Your posterior chain includes the muscles of the glutes and hamstrings.  Your glutes are responsible for hip extension, while knee flexion is a function of the hamstrings.

Why is it so important for athletes to perform exercises that focus on the glutes and hamstrings? Here’s the deal: The glutes are a primary muscle group involved in virtually every sports movement — including sprinting, jumping, throwing, kicking, and swinging. The hamstrings are important for eccentric muscle movements, like decelerating when you slow down, stop, or change direction; or land after jumping.

Glute-ham exercises should be incorporated into your training regimen, every time you workout.  Working these two important muscle groups can help athletes improve speed and power; enhance balance and stability; and reduce the risk of injury.

Two of our favorite glute-hamstring exercises are the Glute-Ham Raise and Romanian Deadlift (RDL).  We like our athletes to perform them as an agonist-antagonist paired set (superset), combining them with a hip/quad focused exercise like a squat or deadlift.

A typical superset might look something like this:

  • Barbell Back Squat, 6 reps at about 80% 1RM
  • Body-weight squat jump, 6 reps (more advanced athletes can hold dumbbells at their sides when doing this exercise)
  • Body-weight Glute-Ham Raise, 6 reps (focus on lowering movement; lower body to a 4-second count; assist to upright position; this exercise can also be weighted, for more proficient athletes)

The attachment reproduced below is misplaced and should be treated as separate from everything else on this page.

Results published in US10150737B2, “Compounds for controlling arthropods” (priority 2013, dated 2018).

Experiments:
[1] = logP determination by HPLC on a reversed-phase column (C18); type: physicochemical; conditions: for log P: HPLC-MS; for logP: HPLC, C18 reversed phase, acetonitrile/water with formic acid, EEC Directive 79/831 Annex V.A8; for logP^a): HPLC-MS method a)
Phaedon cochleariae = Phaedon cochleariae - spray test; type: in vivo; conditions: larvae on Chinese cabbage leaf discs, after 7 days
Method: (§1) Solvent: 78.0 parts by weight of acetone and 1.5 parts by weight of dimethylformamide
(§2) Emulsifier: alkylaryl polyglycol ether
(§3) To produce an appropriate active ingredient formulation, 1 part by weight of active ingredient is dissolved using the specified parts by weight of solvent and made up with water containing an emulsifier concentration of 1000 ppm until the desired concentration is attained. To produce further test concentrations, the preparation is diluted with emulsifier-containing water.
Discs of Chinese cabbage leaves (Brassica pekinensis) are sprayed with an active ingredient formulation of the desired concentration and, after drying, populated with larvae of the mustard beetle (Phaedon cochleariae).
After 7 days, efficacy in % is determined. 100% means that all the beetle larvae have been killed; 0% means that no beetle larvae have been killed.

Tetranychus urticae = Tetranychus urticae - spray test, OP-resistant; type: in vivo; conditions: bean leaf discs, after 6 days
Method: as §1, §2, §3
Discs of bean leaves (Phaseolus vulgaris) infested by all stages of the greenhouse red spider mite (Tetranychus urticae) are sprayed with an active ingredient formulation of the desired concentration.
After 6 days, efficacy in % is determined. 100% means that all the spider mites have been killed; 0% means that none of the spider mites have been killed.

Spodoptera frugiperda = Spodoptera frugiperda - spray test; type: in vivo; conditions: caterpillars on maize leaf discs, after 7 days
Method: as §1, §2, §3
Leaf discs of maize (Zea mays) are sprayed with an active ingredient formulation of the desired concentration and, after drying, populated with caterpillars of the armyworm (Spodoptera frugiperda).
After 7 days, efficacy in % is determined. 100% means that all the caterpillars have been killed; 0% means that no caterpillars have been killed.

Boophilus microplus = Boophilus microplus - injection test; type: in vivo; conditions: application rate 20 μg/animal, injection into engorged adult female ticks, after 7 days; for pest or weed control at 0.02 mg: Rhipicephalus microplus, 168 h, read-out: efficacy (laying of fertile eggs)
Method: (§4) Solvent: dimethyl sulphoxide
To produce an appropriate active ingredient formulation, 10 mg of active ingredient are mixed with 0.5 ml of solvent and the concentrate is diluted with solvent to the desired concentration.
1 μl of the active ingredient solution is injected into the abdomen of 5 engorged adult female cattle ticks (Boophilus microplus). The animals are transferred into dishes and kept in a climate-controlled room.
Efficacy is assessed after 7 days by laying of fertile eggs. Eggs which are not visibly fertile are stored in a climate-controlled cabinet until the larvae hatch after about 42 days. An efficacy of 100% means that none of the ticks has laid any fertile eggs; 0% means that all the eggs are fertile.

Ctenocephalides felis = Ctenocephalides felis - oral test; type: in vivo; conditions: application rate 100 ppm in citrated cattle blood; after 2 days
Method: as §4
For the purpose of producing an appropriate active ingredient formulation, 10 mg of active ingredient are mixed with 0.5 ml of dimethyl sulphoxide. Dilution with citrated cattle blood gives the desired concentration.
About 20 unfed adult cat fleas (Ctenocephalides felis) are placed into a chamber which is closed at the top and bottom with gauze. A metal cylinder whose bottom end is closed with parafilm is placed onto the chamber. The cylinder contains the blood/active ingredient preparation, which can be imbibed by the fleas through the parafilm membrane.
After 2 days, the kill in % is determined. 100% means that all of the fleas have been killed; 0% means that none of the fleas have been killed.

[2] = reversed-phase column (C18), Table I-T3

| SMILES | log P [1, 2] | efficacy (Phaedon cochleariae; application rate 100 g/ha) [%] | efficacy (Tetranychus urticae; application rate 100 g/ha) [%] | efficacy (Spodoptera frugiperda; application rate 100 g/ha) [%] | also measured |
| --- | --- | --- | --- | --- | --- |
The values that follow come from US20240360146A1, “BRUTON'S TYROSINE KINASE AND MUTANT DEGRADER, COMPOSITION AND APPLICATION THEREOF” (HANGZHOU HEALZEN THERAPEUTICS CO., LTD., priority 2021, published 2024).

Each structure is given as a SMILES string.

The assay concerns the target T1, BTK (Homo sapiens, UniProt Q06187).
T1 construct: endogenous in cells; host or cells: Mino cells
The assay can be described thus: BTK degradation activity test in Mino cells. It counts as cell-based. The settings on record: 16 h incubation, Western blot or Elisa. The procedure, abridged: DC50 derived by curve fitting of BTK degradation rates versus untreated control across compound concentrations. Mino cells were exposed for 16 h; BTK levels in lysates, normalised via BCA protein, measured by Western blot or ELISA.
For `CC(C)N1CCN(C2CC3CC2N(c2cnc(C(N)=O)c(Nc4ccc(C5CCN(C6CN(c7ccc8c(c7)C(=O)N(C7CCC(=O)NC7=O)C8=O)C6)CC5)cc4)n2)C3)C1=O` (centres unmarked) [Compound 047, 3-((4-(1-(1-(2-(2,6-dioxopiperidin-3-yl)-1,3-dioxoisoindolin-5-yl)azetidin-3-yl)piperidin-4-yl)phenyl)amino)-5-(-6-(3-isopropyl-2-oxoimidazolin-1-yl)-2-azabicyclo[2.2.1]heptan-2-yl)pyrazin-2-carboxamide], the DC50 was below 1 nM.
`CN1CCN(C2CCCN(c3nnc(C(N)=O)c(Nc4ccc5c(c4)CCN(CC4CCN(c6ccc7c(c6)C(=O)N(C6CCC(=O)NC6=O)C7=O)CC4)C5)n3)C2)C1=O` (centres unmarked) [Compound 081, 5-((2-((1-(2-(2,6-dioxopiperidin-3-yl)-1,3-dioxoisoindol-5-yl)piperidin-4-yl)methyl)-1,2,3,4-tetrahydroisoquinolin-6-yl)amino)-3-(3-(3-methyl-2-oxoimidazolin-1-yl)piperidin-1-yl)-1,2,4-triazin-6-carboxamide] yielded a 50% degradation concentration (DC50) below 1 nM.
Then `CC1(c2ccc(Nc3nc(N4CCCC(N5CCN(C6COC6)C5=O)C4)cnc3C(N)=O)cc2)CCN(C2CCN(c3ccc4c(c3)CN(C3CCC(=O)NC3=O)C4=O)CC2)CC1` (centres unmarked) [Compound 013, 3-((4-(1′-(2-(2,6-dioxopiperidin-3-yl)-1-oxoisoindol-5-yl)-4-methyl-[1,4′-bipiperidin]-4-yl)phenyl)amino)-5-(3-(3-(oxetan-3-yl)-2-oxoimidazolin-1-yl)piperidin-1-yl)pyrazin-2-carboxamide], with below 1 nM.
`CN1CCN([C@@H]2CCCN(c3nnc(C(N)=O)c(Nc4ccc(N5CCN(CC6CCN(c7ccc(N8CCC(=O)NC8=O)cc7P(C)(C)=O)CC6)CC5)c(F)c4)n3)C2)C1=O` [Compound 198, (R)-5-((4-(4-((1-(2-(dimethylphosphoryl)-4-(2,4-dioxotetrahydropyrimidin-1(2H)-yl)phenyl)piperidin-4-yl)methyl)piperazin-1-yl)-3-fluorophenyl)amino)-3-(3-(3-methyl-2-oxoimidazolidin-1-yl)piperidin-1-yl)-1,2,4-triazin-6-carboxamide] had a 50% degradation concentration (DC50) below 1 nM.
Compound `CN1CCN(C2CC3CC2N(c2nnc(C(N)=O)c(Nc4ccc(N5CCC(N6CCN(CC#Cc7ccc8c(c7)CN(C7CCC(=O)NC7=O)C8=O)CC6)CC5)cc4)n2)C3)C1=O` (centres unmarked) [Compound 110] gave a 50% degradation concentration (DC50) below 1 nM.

All three exercises should be performed consecutively, with little or no rest between them.  Rest for 10-15 seconds between sets (after Glute-Ham raise).  Perform 3-4 sets.

Get STRONGER, Get FASTER!

Your thoughts?

Jump Training Should Include Landing Mechanics

17 May

bootcamp-jump-squat[1]A few weeks ago I posted an article about jump training, which generated some commentary, particularly in the area of landing mechanics.  To clarify, at Athletic Performance Training Center, we incorporate landing mechanics training into all of our plyometric (jump) training.  Research shows that most non-impact knee injuries result from landing and/or cutting instability.  There is a higher prevalence among female athletes, especially those who play sports like soccer, basketball, and volleyball.